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DAC 6: New EU Tax Disclosure Rules

In the wake of the OECD’s BEPS project, the new EU Council directive 2011/16 in relation to reportable cross-border tax-planning arrangements, known as DAC6, sets a mandatory reporting of cross-border arrangements.

Basically, a reportable cross-border arrangement means any arrangement that:

  • involves either more than one EU Member State or an EU Member State and a third country, including Switzerland, and
  • meets at least one of the features that are listed in the Annex to the Directive, presenting an indication for aggressive tax planning or tax avoidance - so-called “hallmarks”.

 

If arrangements involving some specific hallmarks must be reported in any case (transfer pricing, automatic exchange of information, beneficial ownership, payment between associated enterprises), other arrangements will only be reported where they fulfil the “main tax benefit test”.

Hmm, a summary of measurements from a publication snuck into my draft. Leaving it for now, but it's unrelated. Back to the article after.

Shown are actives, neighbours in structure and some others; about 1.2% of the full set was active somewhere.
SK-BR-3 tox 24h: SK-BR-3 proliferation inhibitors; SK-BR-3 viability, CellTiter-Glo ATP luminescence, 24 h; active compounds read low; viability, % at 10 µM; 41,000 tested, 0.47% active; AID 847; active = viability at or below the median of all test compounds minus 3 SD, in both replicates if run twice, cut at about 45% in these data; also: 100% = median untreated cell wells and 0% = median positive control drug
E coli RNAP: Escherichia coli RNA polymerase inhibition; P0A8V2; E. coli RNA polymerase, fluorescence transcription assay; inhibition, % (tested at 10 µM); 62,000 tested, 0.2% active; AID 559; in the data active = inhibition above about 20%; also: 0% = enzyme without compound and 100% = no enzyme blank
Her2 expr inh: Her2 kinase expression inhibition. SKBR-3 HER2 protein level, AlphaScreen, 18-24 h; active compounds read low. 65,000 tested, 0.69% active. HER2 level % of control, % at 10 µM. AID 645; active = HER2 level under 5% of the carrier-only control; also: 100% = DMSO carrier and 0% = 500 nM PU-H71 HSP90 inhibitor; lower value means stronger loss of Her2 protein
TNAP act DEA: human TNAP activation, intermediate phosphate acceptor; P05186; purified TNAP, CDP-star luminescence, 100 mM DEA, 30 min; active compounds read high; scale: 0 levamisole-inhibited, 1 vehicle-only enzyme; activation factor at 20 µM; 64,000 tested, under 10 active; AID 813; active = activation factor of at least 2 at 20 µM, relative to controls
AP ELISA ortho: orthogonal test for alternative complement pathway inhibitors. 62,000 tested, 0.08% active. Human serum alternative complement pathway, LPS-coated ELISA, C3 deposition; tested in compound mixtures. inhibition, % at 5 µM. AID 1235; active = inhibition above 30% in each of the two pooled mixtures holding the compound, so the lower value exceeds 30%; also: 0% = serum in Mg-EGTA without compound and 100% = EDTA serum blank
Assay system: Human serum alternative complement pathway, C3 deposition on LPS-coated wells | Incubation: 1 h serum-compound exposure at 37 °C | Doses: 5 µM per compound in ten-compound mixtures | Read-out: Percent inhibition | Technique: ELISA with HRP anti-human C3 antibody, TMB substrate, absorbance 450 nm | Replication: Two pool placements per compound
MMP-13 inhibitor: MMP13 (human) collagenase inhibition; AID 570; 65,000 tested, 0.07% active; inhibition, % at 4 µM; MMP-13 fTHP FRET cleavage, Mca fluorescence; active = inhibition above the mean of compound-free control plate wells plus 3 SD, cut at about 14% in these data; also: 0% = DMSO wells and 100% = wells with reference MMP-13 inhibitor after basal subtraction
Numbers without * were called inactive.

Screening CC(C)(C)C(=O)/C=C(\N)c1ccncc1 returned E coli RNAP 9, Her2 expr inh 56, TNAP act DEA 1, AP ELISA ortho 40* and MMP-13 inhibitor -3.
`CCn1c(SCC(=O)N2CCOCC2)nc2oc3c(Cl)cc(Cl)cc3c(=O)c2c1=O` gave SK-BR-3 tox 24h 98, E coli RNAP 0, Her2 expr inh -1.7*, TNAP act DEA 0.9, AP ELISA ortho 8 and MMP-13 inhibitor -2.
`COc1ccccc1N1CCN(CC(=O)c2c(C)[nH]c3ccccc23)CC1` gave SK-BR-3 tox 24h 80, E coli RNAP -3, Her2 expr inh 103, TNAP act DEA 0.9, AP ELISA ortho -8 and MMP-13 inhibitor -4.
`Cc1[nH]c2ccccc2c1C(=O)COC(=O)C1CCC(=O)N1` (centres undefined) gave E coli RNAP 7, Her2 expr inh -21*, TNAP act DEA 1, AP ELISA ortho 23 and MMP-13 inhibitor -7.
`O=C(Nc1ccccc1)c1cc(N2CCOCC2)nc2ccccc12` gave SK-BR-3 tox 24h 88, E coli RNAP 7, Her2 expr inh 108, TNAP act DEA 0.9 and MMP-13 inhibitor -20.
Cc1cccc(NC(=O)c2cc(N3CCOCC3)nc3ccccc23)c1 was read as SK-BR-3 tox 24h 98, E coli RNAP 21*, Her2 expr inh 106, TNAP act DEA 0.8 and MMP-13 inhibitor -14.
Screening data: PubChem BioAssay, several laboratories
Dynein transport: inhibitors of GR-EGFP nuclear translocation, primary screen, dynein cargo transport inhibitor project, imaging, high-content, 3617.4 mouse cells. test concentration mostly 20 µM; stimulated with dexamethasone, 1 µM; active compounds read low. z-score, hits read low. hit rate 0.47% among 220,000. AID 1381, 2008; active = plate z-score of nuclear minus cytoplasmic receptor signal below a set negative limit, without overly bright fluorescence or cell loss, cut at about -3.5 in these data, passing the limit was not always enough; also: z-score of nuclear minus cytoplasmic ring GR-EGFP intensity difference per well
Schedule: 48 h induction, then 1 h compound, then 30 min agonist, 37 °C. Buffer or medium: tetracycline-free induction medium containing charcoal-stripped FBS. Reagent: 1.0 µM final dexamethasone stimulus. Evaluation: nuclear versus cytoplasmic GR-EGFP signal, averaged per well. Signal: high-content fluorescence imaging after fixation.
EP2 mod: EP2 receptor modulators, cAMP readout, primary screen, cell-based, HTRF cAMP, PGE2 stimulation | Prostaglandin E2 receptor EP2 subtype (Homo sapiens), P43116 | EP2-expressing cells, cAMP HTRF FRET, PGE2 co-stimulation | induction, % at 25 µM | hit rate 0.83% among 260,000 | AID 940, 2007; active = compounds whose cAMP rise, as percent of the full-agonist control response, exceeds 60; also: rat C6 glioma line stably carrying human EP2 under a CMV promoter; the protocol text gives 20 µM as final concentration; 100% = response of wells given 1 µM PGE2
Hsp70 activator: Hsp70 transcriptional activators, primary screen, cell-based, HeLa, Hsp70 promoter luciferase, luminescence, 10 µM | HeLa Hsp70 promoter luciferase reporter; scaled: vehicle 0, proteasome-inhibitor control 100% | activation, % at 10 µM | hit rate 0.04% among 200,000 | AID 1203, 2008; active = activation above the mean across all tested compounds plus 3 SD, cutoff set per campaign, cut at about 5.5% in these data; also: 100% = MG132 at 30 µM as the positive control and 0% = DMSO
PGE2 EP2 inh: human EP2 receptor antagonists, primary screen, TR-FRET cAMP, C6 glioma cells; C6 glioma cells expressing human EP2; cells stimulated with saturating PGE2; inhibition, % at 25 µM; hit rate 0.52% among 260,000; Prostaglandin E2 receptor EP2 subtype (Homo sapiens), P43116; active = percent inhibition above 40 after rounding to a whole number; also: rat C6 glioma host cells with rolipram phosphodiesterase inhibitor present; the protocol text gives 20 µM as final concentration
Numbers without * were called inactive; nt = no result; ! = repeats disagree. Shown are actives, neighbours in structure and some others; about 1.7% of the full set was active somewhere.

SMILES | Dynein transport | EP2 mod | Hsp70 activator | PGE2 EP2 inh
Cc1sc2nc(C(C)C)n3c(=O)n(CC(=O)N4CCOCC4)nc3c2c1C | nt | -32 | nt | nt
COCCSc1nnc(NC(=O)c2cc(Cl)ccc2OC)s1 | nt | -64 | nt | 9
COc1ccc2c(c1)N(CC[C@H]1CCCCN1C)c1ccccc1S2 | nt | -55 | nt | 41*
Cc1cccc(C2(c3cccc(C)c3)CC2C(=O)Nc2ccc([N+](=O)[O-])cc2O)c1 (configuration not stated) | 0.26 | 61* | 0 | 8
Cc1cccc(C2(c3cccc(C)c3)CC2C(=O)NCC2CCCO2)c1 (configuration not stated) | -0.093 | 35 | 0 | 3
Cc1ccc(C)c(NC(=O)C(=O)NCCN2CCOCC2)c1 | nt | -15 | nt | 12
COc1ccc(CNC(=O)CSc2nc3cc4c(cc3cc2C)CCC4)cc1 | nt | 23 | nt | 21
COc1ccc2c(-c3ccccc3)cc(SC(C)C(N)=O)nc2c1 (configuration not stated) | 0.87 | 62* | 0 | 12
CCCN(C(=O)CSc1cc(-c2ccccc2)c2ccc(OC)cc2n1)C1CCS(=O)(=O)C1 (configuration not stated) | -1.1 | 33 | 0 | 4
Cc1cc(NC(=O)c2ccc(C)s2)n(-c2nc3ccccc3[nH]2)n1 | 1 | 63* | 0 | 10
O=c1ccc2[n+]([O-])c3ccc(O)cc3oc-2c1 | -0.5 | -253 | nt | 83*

That test will be satisfied where the main benefit or one of the main benefits of the arrangement is obtaining a tax advantage, where it is unlikely the arrangement would have been implemented were it not for the expectation of obtaining such a tax advantage.

 

This test helps clarifying which arrangements are to be declared, but it may also lead to a potential disqualification of the declared arrangements. As a matter of fact, French law provides that any construction that has mainly a tax purpose could be disregarded.  

 

As the new DAC6 regulations are about to be implemented into French law (similar implementation process are on in other Member States as well), EU and non-EU intermediaries such as banks, assets managers, financial advisors and wealth managers must foresee the implications of their new obligations and act promptly to meet compliance requirements by the 2020 deadline set by the directive.

 

Author: Dimitar Hadjiveltchev, Avocat Associé

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